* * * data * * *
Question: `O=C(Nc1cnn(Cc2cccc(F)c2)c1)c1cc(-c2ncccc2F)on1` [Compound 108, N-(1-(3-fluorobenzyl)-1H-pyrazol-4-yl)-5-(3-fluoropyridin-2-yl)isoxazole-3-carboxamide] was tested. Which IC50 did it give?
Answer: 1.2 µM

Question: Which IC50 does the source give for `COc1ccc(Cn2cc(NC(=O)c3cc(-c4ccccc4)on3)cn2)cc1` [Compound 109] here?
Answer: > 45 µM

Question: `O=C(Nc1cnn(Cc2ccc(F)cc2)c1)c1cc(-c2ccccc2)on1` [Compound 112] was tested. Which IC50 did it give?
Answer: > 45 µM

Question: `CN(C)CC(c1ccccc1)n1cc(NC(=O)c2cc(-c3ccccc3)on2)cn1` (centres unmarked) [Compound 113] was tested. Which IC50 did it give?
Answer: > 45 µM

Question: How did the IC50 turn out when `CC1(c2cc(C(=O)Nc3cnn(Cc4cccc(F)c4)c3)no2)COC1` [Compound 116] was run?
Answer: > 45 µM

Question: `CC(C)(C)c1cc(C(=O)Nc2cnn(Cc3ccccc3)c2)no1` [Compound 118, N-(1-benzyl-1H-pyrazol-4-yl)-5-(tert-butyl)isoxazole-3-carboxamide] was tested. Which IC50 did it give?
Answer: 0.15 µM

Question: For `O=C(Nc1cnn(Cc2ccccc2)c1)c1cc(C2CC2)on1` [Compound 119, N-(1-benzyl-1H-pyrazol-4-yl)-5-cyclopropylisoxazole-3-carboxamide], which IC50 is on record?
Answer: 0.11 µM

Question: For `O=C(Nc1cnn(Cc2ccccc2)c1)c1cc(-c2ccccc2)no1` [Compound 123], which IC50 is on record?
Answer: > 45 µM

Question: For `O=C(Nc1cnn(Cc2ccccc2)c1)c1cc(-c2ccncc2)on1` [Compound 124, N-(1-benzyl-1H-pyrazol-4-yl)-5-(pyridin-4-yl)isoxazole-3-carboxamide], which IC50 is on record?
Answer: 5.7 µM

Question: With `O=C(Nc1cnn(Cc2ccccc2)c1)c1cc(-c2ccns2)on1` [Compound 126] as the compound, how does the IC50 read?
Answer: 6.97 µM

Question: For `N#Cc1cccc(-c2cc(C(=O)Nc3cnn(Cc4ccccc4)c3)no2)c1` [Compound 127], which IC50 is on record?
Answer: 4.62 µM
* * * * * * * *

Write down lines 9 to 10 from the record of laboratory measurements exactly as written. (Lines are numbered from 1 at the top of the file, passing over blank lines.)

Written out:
Question: How did the IC50 turn out when `CC1(c2cc(C(=O)Nc3cnn(Cc4cccc(F)c4)c3)no2)COC1` [Compound 116] was run?
Answer: > 45 µM